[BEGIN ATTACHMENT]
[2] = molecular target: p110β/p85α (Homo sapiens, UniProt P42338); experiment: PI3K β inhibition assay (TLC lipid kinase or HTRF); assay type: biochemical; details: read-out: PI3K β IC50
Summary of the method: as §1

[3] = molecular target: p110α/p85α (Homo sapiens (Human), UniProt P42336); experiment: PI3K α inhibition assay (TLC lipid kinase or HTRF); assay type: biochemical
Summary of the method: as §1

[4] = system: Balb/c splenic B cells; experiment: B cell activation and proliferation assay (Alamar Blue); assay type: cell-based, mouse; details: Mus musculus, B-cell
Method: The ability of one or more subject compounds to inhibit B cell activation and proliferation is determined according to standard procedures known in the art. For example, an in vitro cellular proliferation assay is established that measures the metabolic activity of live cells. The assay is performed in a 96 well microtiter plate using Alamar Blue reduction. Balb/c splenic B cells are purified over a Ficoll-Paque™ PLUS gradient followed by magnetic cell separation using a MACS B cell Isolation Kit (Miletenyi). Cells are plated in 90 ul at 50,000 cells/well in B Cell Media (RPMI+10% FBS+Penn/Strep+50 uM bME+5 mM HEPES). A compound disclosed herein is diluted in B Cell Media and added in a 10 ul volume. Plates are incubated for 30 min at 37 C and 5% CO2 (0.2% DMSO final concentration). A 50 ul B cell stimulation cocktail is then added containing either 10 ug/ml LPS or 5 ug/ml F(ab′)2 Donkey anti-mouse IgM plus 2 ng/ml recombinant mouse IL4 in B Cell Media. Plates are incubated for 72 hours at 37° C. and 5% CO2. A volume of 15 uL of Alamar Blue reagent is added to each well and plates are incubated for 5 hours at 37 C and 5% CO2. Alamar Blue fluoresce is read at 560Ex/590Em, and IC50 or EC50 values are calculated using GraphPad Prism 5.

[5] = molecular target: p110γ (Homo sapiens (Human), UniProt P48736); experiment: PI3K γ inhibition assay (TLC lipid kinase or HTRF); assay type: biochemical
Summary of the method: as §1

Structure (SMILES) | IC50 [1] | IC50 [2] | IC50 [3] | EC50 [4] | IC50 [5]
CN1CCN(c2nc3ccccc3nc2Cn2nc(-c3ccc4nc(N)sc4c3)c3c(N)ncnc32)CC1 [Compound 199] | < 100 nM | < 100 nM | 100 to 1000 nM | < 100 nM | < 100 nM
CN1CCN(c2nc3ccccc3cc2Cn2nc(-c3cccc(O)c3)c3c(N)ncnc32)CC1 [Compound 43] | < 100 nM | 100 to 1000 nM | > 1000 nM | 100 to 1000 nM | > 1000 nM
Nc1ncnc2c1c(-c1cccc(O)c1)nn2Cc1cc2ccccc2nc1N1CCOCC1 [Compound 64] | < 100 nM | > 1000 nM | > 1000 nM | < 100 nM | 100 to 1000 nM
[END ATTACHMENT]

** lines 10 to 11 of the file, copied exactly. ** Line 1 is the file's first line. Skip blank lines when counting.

CN1CCN(c2nc3ccccc3nc2Cn2nc(-c3ccc4nc(N)sc4c3)c3c(N)ncnc32)CC1 [Compound 199] | < 100 nM | < 100 nM | 100 to 1000 nM | < 100 nM | < 100 nM
CN1CCN(c2nc3ccccc3cc2Cn2nc(-c3cccc(O)c3)c3c(N)ncnc32)CC1 [Compound 43] | < 100 nM | 100 to 1000 nM | > 1000 nM | 100 to 1000 nM | > 1000 nM